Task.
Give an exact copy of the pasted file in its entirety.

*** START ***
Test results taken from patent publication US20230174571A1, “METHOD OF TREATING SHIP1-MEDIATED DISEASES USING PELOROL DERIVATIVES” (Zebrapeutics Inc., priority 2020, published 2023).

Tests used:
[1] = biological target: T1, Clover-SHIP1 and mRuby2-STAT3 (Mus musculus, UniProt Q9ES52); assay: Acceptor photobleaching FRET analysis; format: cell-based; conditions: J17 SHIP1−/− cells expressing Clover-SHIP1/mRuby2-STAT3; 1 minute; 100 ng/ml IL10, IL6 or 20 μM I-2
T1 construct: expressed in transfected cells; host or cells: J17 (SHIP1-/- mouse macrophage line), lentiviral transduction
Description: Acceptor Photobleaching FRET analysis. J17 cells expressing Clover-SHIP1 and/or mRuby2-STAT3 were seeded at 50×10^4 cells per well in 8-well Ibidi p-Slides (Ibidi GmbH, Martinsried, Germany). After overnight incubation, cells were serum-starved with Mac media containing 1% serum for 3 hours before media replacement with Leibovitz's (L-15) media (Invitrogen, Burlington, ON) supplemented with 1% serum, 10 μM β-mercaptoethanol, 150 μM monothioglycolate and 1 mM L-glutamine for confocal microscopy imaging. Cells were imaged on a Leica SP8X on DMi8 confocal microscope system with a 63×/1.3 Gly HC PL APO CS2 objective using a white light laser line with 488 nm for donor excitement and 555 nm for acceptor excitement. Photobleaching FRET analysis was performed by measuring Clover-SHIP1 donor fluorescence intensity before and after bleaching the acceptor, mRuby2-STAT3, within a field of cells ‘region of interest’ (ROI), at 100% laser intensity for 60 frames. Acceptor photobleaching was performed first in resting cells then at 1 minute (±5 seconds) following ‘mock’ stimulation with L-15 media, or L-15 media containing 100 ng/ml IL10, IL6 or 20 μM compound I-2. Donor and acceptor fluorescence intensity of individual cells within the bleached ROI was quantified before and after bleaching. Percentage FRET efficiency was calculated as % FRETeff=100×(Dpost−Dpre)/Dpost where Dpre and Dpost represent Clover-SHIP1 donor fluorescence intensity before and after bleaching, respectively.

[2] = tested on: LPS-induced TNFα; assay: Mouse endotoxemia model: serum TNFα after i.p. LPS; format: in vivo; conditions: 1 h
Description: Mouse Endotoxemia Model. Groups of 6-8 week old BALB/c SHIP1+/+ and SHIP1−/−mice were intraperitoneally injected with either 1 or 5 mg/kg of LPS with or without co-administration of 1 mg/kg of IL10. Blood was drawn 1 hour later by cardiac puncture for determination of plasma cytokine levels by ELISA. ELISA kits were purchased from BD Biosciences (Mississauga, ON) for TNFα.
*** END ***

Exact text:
Test results taken from patent publication US20230174571A1, “METHOD OF TREATING SHIP1-MEDIATED DISEASES USING PELOROL DERIVATIVES” (Zebrapeutics Inc., priority 2020, published 2023).

Tests used:
[1] = biological target: T1, Clover-SHIP1 and mRuby2-STAT3 (Mus musculus, UniProt Q9ES52); assay: Acceptor photobleaching FRET analysis; format: cell-based; conditions: J17 SHIP1−/− cells expressing Clover-SHIP1/mRuby2-STAT3; 1 minute; 100 ng/ml IL10, IL6 or 20 μM I-2
T1 construct: expressed in transfected cells; host or cells: J17 (SHIP1-/- mouse macrophage line), lentiviral transduction
Description: Acceptor Photobleaching FRET analysis. J17 cells expressing Clover-SHIP1 and/or mRuby2-STAT3 were seeded at 50×10^4 cells per well in 8-well Ibidi p-Slides (Ibidi GmbH, Martinsried, Germany). After overnight incubation, cells were serum-starved with Mac media containing 1% serum for 3 hours before media replacement with Leibovitz's (L-15) media (Invitrogen, Burlington, ON) supplemented with 1% serum, 10 μM β-mercaptoethanol, 150 μM monothioglycolate and 1 mM L-glutamine for confocal microscopy imaging. Cells were imaged on a Leica SP8X on DMi8 confocal microscope system with a 63×/1.3 Gly HC PL APO CS2 objective using a white light laser line with 488 nm for donor excitement and 555 nm for acceptor excitement. Photobleaching FRET analysis was performed by measuring Clover-SHIP1 donor fluorescence intensity before and after bleaching the acceptor, mRuby2-STAT3, within a field of cells ‘region of interest’ (ROI), at 100% laser intensity for 60 frames. Acceptor photobleaching was performed first in resting cells then at 1 minute (±5 seconds) following ‘mock’ stimulation with L-15 media, or L-15 media containing 100 ng/ml IL10, IL6 or 20 μM compound I-2. Donor and acceptor fluorescence intensity of individual cells within the bleached ROI was quantified before and after bleaching. Percentage FRET efficiency was calculated as % FRETeff=100×(Dpost−Dpre)/Dpost where Dpre and Dpost represent Clover-SHIP1 donor fluorescence intensity before and after bleaching, respectively.

[2] = tested on: LPS-induced TNFα; assay: Mouse endotoxemia model: serum TNFα after i.p. LPS; format: in vivo; conditions: 1 h
Description: Mouse Endotoxemia Model. Groups of 6-8 week old BALB/c SHIP1+/+ and SHIP1−/−mice were intraperitoneally injected with either 1 or 5 mg/kg of LPS with or without co-administration of 1 mg/kg of IL10. Blood was drawn 1 hour later by cardiac puncture for determination of plasma cytokine levels by ELISA. ELISA kits were purchased from BD Biosciences (Mississauga, ON) for TNFα.